It was the most accomplished women’s basketball season in 14 years for the University of Maine.

Now Coach Amy Vachon wants her Black Bears to get better.

Should Maine win the America East Conference next year – it certainly will be favored – Vachon wants the NCAA tournament selection committee to give her team a better seed than the No. 15 it got this year. But the onus will be the Black Bears, she said.

“You have to beat teams to earn it,” Vachon said Monday.

By getting a No. 15 seed, the Black Bears had to play the nation’s eighth-ranked team in the first round. Maine was thumped by Texas 83-54 on Saturday in the Kansas City Region.

After the game Vachon said, “Being a 15 seed is really hard and that’s on us. We have to win the (nonconference) games that we didn’t win. We have to beat the Tulanes, we have to beat the Toledos, we have to beat the Miamis.”


Maine lost to those teams, all from stronger conferences.

“I look back at those games and with our team, I’m not surprised we didn’t win those games,” she said. “Moving forward, those are the games we need to win to get a higher seed. If we don’t, and win the America East, we’ll probably get a 15th seed again.”

For perspective, Maine hadn’t won a conference championship – nor been to an NCAA tournament – since 2004. Now the talk is about trying to repeat, with more wins.

“It’s a really good conversation for us to have as a team, if we want to continue to grow,” Vachon said.

The Blacks Bears came a long way this season. They lost a preseason exhibition to Division II Stonehill and began the regular season with an ugly 42-34 home loss to Tulane, which finished 14-17.

Early on it appeared Vachon was rebuilding. Not so. The Black Bears finished 23-10.


“I was so impressed with the way the kids grew so fast, so quickly,” Vachon said. “We had kids who had to step into big roles, which they didn’t have the previous year.”

Maine rebounded for a 76-51 victory over Harvard – which turned out to be the Black Bears’ most impressive win. Harvard (18-10) finished No. 56 in the Rating Percentage Index, a metric that factors won-loss records and strength of schedules, and is one of the tools used by the NCAA selection committee.

Maine finished with a 70 RPI. The Black Bears didn’t beat any other team with a better RPI.

Maine did play a difficult nonconference schedule, losing to Mississippi State (5 RPI), Ohio State (6), Duke (19), Miami (53) and Toledo (85).

Vachon said next year’s schedule isn’t official, but based on home-and-home contracts, Duke and Toledo could play in Bangor next season.

Maine, of course, will play a 16-team America East schedule. The Black Bears, who were picked to finish sixth this year, will be the preseason favorite. Maine returns its top six players and only needs to replace a graduating backup post player, Kirsten Johnson.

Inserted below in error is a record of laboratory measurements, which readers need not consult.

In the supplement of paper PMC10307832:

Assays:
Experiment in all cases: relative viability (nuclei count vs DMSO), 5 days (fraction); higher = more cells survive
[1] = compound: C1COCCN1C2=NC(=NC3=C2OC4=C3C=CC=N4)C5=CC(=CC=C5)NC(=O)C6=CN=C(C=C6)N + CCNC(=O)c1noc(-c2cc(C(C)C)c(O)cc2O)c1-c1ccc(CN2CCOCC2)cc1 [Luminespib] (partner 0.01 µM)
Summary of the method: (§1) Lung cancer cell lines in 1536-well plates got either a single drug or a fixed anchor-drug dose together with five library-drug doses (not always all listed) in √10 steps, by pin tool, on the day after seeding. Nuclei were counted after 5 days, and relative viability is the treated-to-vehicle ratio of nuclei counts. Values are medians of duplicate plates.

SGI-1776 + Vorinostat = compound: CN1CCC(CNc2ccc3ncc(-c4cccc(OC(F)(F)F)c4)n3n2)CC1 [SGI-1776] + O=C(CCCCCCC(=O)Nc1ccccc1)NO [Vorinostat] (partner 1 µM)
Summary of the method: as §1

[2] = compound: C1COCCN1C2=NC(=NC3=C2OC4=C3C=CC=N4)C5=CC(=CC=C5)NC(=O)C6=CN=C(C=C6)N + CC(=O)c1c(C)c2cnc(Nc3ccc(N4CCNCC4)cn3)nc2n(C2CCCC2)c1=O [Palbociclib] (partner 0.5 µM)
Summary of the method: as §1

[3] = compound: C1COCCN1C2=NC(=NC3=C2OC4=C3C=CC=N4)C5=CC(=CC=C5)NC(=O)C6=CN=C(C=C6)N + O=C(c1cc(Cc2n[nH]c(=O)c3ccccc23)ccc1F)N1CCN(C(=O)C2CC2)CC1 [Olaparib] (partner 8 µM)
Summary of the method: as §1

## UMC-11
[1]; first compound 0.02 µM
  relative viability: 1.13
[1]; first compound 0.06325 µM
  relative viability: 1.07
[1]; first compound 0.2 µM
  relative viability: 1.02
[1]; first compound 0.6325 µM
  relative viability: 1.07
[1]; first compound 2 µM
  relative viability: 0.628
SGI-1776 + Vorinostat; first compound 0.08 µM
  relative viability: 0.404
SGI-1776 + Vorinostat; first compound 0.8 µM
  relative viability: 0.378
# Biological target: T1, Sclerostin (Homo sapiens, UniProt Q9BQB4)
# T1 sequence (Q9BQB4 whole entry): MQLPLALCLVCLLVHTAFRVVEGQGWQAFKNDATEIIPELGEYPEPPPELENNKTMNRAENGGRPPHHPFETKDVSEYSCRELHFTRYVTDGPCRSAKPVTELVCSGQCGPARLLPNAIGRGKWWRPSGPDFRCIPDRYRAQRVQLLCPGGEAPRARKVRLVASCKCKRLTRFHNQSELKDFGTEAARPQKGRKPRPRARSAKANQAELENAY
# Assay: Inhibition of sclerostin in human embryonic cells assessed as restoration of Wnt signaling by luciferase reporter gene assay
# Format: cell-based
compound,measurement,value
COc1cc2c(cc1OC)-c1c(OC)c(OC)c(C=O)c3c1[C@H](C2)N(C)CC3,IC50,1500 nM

The top contender in America East appears to be Stony Brook (18-12), which returns its top three players and five of its top six regulars.

But there are a few caution signals when talking about Maine’s future. It’s never a guarantee. New Hampshire returned most of its top players from its 2016-17 team that won the regular-season title. The Wildcats faltered to fifth place this winter.

In Maine’s case, Vachon doesn’t know how much her team can improve.

“Every kid who came back (this year) improved immensely, including Parise (Rossignol, who sat out the year before),” Vachon said.

“What’s hard is how much more can they improve individually – and collectively, as a team? We went from 18 wins to 23. Now the margin of growth is smaller but you still have to do it.”

To replace Johnson, Vachon will go to one of two seldom-used freshman forwards – 6-foot-3 Kira Barra or 6-5 Kat Williams – or an incoming freshman.


Maine has received commitments from two recruits – but won’t make it public until next month – and could sign one more.

VACHON DID SAY Maine’s No. 15 seed was fair. Three No. 14 seeds had a worse RPI than Maine.

George Washington (19-14; 77 RPI) played in a stronger conference (Atlantic-10) and against a stronger schedule. Little Rock (23-10; 88 RPI) played in a similar conference (Sun Belt), with a lighter schedule. But the Trojans did have an impressive victory against Oklahoma (35 RPI).

Liberty (23-10; 82 RPI) is the questionable No. 14 seed. The Flames played in a lighter conference (Big South) with a lighter schedule and no impressive wins (no one higher than a 138 RPI), and a bad loss to Massachusetts (276).

Liberty was sent to Knoxville to play No. 3 Tennessee. The Trojans took a bus to Knoxville.

“Geography is one of the things we do consider,” NCAA women’s basketball chairwoman Rhonda Lundin Bennett said last week.


But Vachon voiced no complaints.

“I wasn’t surprised by our seeding,” she said. “You have to take care of business.”

By the way, none of the 14th or 15th seeds won their first-round game. Tennessee beat Liberty, 100-60.

Kevin Thomas can be reached at 791-6411 or:

Twitter: @KevinThomasPPH

Maine head coach Amy Vachon yells to her team during first quarter action against Texas during the first round of the Women’s NCAA playoffs in Austin, Tx., Saturday, March 17, 2018.

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